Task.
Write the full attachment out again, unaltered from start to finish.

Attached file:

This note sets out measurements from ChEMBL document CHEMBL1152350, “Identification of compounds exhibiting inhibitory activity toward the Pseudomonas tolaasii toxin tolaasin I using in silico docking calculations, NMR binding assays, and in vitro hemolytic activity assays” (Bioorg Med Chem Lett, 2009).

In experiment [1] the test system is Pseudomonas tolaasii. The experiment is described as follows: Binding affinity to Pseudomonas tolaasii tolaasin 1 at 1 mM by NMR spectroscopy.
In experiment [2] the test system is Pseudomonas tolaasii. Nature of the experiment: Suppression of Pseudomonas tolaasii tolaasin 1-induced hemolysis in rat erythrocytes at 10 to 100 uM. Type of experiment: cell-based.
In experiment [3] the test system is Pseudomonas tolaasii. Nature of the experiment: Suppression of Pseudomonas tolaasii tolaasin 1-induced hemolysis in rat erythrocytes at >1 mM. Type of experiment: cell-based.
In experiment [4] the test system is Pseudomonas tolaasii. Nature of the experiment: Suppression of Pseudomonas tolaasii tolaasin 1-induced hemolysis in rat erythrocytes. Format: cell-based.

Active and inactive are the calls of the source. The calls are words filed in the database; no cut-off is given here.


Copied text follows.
This note sets out measurements from ChEMBL document CHEMBL1152350, “Identification of compounds exhibiting inhibitory activity toward the Pseudomonas tolaasii toxin tolaasin I using in silico docking calculations, NMR binding assays, and in vitro hemolytic activity assays” (Bioorg Med Chem Lett, 2009).

In experiment [1] the test system is Pseudomonas tolaasii. The experiment is described as follows: Binding affinity to Pseudomonas tolaasii tolaasin 1 at 1 mM by NMR spectroscopy.
In experiment [2] the test system is Pseudomonas tolaasii. Nature of the experiment: Suppression of Pseudomonas tolaasii tolaasin 1-induced hemolysis in rat erythrocytes at 10 to 100 uM. Type of experiment: cell-based.
In experiment [3] the test system is Pseudomonas tolaasii. Nature of the experiment: Suppression of Pseudomonas tolaasii tolaasin 1-induced hemolysis in rat erythrocytes at >1 mM. Type of experiment: cell-based.
In experiment [4] the test system is Pseudomonas tolaasii. Nature of the experiment: Suppression of Pseudomonas tolaasii tolaasin 1-induced hemolysis in rat erythrocytes. Format: cell-based.

Active and inactive are the calls of the source. The calls are words filed in the database; no cut-off is given here.